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Tuesday 5th September 2017


We’ve been driving back and forth between the in-laws and the new house this week. On the long country road that leads to our village there is much wildlife and greenery, but that means alas that there’s a fair bit of roadkill. I’ve managed to avoid hitting anything myself (I had to stop for a baby fox that stood stunned in the headlights the first night I stayed at the house at the end of my last tour), but other drivers are less fortunate or cautious.
I noticed the fresh corpse of a large badger on verge about a week ago. It could have been asleep (this is what I tell my daughter if she comes across a dead insect) and showed no sign of injury. But the fact that it was lying very still and not running away when a car approached confirmed that it was no longer with us and I assume it had bounced off a vehicle. I was sad.
But rather like that crow that haunted my run when we lived in Harpenden five years ago, the badger has stayed there all week. I would hope that if I was run over and left on the side of the road that someone might at least kick some dirt over me, but no one has the time or willingness to spare the indignity for this poor badger (including me, it has to be said). It’s just a little odd to see such a big animal left to rot (though I am also mildly fascinated and queasy about the idea of what might happen to it). Its coat has dulled a little, but a week in and it still looks like a badger. Will it finally explode? Or just slowly melt into the earth? Or will someone finally crack and bury it?
A badger must be about the biggest creature that you would leave to let nature take its course. If a dog had been run over someone would have tried to trace the owner and people would feel outrage if it was left where it was.  Similarly a sheep or farm animal would be taken by someone - if only to be turned into chops. Anything smaller and a scavenger would have made away with it (indeed a pheasant that had been run over further up the road has now disappeared). Even other animals don’t want to eat a badger. I feel a bit sorrier for him every day. Not so sorry that I am going to stop the car, get out and end this indignity. Partly for fear that I might be run over in a sort of car accident version of the old woman he swallowed a fly. And perhaps the badger is only there because he stopped to bury a rabbit who stopped to bury a rat, who stopped to bury a mouse and so on. I wouldn’t mind about my own death, but I have to think of the cow that would stop to bury me and the horse that would stop to bury her and the elephant that would eventually get caught up in all this. And once the blue whale waded in then the road would be blocked and everyone in my village would starve to death (unless they remembered there were three other roads out of town).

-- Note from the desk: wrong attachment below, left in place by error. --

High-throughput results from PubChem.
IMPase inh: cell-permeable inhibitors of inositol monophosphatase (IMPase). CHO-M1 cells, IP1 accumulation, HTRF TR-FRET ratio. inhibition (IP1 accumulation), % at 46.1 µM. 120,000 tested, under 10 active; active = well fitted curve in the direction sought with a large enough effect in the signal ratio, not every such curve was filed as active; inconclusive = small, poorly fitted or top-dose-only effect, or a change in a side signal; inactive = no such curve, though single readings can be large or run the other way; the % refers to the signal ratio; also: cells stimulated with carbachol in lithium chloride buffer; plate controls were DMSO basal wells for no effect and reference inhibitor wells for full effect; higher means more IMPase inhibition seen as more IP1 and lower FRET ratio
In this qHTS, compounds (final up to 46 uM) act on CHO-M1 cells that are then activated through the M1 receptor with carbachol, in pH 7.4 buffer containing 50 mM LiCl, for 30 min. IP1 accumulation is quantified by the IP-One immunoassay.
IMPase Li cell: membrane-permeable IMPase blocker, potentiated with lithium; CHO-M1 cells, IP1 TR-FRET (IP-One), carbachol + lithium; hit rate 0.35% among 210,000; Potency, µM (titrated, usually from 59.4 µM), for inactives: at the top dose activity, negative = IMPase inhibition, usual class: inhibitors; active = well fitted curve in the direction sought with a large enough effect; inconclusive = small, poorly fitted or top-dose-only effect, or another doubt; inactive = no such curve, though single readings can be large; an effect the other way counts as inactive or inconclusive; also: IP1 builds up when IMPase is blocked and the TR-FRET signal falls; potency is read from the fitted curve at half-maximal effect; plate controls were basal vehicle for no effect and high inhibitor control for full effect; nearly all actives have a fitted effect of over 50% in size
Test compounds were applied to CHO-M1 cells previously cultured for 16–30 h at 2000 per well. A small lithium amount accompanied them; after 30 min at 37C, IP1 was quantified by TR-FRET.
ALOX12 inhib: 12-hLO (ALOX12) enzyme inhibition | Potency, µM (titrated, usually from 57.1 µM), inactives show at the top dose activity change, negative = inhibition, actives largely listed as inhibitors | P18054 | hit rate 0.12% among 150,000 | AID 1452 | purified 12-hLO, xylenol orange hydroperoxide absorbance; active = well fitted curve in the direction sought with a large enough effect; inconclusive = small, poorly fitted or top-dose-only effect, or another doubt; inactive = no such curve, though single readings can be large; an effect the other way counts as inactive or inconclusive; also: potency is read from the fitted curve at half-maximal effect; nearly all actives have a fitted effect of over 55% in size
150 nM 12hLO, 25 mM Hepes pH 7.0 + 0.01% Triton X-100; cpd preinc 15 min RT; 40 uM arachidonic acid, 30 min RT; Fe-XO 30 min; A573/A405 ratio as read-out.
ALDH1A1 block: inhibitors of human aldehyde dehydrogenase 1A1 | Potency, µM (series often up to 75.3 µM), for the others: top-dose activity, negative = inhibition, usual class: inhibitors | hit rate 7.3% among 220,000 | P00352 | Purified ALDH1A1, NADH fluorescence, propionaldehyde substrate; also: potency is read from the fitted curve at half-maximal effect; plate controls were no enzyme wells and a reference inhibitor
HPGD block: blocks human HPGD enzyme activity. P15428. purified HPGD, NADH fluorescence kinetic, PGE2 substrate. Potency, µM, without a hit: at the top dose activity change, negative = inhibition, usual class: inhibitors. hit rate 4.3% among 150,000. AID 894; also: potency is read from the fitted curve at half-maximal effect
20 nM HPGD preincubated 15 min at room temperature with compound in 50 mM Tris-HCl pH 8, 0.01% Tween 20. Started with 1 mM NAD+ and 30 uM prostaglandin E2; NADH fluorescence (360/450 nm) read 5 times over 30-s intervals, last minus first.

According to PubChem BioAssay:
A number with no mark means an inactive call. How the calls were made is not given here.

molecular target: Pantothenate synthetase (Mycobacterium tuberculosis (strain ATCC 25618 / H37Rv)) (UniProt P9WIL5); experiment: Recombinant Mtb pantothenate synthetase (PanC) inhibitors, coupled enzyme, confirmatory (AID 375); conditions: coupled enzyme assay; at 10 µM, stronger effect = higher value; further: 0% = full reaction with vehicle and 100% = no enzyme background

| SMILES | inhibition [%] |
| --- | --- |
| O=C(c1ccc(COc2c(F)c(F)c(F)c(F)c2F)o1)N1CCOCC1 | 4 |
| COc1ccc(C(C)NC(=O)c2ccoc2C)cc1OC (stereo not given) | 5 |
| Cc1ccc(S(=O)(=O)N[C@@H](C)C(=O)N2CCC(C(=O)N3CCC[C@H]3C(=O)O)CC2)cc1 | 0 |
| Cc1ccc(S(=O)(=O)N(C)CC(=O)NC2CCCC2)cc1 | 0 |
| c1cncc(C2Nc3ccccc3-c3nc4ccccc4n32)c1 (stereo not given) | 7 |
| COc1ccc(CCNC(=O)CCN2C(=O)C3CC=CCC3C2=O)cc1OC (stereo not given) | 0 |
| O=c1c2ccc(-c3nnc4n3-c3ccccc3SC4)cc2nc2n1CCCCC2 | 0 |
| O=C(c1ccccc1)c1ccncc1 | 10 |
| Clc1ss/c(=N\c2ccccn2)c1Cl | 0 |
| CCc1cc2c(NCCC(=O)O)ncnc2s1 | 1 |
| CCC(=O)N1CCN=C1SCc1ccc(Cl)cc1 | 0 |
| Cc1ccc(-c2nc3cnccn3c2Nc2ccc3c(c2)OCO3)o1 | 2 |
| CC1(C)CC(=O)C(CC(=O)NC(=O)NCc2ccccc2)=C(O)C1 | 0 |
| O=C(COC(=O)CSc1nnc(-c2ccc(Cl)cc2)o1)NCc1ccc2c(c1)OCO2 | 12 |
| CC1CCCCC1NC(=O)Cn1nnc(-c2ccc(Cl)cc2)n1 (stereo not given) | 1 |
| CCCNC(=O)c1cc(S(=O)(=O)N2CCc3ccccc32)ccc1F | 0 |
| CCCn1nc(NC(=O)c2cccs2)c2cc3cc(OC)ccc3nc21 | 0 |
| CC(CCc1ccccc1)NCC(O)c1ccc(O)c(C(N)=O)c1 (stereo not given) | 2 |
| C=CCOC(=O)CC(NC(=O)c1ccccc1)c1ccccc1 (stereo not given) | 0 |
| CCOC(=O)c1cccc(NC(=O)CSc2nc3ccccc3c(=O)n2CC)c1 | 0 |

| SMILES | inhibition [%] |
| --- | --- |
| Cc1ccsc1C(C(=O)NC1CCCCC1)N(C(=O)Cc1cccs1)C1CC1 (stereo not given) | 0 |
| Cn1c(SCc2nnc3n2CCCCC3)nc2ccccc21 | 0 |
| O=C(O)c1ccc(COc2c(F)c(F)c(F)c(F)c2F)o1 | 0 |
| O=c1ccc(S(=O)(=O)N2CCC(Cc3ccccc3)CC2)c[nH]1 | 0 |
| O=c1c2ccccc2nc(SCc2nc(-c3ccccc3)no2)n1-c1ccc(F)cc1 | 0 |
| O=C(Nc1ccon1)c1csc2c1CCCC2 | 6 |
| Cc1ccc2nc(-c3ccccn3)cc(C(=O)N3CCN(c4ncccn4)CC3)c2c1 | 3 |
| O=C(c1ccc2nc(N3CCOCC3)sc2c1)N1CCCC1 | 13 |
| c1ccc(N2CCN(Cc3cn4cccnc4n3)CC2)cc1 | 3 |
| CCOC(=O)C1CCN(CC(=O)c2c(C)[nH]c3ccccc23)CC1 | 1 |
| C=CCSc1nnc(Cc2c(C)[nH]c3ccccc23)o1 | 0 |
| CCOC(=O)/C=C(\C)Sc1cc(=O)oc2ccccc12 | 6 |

Anyway, the badger is still there and still recognisably a badger and I don’t feel it’s my place to do anything about it and nor does anyone else. It’s an odd marker on our journey to the new house as well as on the larger journey of life and reminds us that that journey can end at any time and any place. And that there’s no guarantee for any of us of dignity in death (especially if, as seems likely, a lot of us go together).
Tonight though the family slept in our new house for the first time (or at least the room above the garage which is the only one unaffected by the prolonged work on the house). I slept there once before- on the day that I failed to kill that baby fox), but it was nice to be sort of finally moving in. We even cooked a pizza in the oven in our new kitchen, though had to eat it off tin foil cos all our plates are in boxes. 
Our village smells of pig shit this week (maybe they had a big extractor fan on when we were looking round before and it’s always like this), but that, as I understand it, is the countryside. But apart from that things are looking OK. 
We finally get our dog tomorrow and we’re maybe three or four weeks away from another (probably) less hairy delivery. 

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